CORVALLIS - David Hoffman, Oregon State University's new director of bands, will conduct the OSU Symphonic Wind Ensemble in a diverse program of symphonic music on Sunday, Nov. 19. The free public concert begins at 3 p.m. at LaSells Stewart Center.
"I would love to see a Corvallis crowd that fills the music hall," Hoffman said. "The program is so diverse that all kinds of listeners will hear something that they enjoy."
The program begins with a Renaissance piece for brass ensemble, and includes Benjamin Britten's "Courtly Dances," Bach's "My Jesus! Oh What Anguish," and John Zdechlik's whirlwind "Celebrations."
The second half of the concert is devoted to an exploration of the march and its treatment by composers of the 19th and 20th centuries. Featured are Hindemith's "March from Symphonic Metamorphoses," "March(es) for the Sultan Abdul Medjid" (two commissioned works by G. Donizetti and by G. Rossini), and John Philip Sousa's "The Thunderer." The concert closes with Ira Hearshen's version of "The Thunderer" from his "Symphony on Themes of John Philip Sousa."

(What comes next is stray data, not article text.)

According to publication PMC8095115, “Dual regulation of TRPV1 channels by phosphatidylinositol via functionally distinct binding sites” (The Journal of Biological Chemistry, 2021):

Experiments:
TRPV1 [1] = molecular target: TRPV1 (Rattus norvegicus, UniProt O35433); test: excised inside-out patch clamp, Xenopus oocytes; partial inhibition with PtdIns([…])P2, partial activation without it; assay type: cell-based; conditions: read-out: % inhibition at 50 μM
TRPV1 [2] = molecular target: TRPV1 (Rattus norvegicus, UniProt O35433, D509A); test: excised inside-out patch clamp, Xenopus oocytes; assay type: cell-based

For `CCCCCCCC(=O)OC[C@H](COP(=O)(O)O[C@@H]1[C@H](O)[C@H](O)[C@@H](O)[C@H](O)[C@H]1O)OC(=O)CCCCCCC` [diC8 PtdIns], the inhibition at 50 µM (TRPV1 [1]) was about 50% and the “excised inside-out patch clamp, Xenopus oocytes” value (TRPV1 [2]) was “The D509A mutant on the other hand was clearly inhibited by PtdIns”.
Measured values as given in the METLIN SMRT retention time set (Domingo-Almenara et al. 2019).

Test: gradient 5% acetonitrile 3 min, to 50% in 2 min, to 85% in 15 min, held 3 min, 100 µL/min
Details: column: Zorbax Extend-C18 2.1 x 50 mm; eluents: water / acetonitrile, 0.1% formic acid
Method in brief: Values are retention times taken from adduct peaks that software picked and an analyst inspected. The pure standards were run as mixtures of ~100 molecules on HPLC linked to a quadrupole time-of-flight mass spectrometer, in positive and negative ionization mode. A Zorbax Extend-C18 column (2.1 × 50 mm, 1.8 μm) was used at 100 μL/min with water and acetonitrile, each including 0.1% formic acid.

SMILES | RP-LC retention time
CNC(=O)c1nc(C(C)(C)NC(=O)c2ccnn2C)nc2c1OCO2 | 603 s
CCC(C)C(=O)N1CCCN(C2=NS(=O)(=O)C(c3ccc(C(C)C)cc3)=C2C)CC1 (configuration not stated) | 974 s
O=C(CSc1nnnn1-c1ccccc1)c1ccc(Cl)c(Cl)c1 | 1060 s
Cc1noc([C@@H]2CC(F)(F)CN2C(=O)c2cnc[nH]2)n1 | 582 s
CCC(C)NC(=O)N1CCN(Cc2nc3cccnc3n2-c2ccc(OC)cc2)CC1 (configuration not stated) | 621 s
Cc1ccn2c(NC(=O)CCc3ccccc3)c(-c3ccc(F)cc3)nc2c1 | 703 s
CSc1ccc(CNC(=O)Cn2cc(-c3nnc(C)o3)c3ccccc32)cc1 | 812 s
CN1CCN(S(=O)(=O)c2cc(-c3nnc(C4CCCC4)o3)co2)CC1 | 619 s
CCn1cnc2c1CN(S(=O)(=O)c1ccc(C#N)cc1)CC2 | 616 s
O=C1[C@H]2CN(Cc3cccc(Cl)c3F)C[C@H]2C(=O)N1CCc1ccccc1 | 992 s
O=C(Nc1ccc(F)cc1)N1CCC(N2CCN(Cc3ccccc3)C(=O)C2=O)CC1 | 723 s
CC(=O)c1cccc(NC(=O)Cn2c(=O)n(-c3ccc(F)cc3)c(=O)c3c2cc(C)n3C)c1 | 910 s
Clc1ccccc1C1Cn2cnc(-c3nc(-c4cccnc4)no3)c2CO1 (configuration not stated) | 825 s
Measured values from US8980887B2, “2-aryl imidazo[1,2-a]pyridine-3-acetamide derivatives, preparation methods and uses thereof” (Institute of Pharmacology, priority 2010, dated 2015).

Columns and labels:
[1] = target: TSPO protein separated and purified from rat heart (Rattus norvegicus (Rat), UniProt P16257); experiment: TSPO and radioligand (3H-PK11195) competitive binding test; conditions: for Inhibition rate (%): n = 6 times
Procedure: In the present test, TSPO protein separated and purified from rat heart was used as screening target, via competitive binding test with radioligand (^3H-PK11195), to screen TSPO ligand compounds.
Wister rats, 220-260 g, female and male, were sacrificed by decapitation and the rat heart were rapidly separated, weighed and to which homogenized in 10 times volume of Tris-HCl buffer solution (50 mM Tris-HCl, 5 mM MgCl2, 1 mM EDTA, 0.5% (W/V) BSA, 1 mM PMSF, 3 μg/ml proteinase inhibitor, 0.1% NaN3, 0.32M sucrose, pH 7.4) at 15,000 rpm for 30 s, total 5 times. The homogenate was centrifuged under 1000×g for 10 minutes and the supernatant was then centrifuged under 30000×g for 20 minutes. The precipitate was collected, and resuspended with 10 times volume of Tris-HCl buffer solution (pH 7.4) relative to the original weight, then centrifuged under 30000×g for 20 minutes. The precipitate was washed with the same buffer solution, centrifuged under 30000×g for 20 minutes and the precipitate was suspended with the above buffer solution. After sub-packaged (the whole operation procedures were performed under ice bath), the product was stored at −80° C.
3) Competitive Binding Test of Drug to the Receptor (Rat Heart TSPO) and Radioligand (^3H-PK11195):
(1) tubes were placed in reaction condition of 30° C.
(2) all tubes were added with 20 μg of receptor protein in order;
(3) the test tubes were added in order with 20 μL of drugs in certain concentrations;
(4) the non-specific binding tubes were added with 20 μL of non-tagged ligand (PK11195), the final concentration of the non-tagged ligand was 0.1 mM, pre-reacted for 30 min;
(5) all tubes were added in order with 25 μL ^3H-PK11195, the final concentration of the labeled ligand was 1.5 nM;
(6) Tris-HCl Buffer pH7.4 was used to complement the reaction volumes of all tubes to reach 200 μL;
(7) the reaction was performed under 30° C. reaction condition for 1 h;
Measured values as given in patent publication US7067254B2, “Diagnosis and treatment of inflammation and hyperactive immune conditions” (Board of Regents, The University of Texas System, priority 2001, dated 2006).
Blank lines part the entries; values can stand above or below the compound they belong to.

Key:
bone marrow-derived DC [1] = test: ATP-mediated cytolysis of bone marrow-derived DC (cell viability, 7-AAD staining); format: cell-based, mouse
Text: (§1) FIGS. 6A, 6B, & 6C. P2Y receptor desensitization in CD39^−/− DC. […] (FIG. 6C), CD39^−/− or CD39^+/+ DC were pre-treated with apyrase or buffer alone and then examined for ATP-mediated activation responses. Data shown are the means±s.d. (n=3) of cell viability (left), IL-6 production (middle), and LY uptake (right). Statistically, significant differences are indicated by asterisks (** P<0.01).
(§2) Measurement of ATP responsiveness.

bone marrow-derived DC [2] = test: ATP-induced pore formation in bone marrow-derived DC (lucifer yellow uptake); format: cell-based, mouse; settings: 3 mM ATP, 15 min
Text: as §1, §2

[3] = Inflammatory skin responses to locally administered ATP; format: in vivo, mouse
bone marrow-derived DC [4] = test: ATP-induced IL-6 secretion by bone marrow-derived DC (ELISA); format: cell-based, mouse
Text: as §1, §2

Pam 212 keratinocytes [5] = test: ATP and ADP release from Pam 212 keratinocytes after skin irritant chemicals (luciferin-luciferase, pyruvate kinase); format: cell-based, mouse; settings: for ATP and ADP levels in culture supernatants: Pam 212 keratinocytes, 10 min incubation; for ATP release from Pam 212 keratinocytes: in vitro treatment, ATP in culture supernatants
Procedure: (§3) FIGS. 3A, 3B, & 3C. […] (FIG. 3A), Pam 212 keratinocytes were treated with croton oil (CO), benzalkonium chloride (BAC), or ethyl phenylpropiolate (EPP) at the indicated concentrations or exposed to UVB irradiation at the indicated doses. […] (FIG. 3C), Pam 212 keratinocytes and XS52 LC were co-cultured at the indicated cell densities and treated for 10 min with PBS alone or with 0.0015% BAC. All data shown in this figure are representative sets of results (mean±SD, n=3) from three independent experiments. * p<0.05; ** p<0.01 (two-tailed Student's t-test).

Hoffman moved to Corvallis to join the music department faculty this fall. In addition to overseeing the band program and conducting the wind ensemble, he directs the OSU Jazz Ensemble, coordinates instrumental studies, and teaches courses in conducting and instrumental music education. Hoffman, who is completing his Ph.D. in music education from the University of Minnesota, has a master's degree in wind conducting from Northwestern University and a bachelor's degree in music education from the University of Illinois. He served for seven years on the faculty of the University of Dayton as conductor of the Symphonic Wind Ensemble and director of Jazz Studies.
He also has eight years of public school teaching experience, most recently as director of bands at Roseville Area High School, a program recognized for its excellence by the Minnesota Music Educators Association. He maintains an active schedule as guest conductor and clinician for concert and jazz bands.